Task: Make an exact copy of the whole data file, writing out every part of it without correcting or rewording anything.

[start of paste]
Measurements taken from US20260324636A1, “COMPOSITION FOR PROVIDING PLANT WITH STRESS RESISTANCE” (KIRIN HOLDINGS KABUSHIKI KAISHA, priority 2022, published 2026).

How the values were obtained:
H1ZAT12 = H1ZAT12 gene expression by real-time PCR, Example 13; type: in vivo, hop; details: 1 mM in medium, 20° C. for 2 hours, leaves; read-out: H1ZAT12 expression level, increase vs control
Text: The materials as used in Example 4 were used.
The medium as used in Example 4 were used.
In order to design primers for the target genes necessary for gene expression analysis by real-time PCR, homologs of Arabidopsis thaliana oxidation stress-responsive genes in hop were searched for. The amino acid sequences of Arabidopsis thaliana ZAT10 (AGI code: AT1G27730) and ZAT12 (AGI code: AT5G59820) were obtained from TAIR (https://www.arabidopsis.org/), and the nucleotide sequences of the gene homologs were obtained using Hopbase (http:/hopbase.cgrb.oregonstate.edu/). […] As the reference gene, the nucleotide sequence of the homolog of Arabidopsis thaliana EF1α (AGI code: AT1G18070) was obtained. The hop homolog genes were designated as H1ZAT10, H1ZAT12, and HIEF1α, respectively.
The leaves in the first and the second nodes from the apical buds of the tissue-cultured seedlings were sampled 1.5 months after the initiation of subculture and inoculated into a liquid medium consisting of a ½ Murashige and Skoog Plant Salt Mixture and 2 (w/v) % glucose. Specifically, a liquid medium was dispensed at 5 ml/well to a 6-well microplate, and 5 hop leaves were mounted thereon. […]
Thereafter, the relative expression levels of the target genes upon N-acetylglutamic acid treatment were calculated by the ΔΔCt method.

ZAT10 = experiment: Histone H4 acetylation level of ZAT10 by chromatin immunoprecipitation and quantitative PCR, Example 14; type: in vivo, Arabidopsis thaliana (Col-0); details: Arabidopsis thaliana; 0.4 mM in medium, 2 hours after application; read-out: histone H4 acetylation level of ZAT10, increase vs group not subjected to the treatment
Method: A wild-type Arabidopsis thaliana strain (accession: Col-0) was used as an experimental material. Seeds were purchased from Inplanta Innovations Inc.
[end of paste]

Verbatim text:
Measurements taken from US20260324636A1, “COMPOSITION FOR PROVIDING PLANT WITH STRESS RESISTANCE” (KIRIN HOLDINGS KABUSHIKI KAISHA, priority 2022, published 2026).

How the values were obtained:
H1ZAT12 = H1ZAT12 gene expression by real-time PCR, Example 13; type: in vivo, hop; details: 1 mM in medium, 20° C. for 2 hours, leaves; read-out: H1ZAT12 expression level, increase vs control
Text: The materials as used in Example 4 were used.
The medium as used in Example 4 were used.
In order to design primers for the target genes necessary for gene expression analysis by real-time PCR, homologs of Arabidopsis thaliana oxidation stress-responsive genes in hop were searched for. The amino acid sequences of Arabidopsis thaliana ZAT10 (AGI code: AT1G27730) and ZAT12 (AGI code: AT5G59820) were obtained from TAIR (https://www.arabidopsis.org/), and the nucleotide sequences of the gene homologs were obtained using Hopbase (http:/hopbase.cgrb.oregonstate.edu/). […] As the reference gene, the nucleotide sequence of the homolog of Arabidopsis thaliana EF1α (AGI code: AT1G18070) was obtained. The hop homolog genes were designated as H1ZAT10, H1ZAT12, and HIEF1α, respectively.
The leaves in the first and the second nodes from the apical buds of the tissue-cultured seedlings were sampled 1.5 months after the initiation of subculture and inoculated into a liquid medium consisting of a ½ Murashige and Skoog Plant Salt Mixture and 2 (w/v) % glucose. Specifically, a liquid medium was dispensed at 5 ml/well to a 6-well microplate, and 5 hop leaves were mounted thereon. […]
Thereafter, the relative expression levels of the target genes upon N-acetylglutamic acid treatment were calculated by the ΔΔCt method.

ZAT10 = experiment: Histone H4 acetylation level of ZAT10 by chromatin immunoprecipitation and quantitative PCR, Example 14; type: in vivo, Arabidopsis thaliana (Col-0); details: Arabidopsis thaliana; 0.4 mM in medium, 2 hours after application; read-out: histone H4 acetylation level of ZAT10, increase vs group not subjected to the treatment
Method: A wild-type Arabidopsis thaliana strain (accession: Col-0) was used as an experimental material. Seeds were purchased from Inplanta Innovations Inc.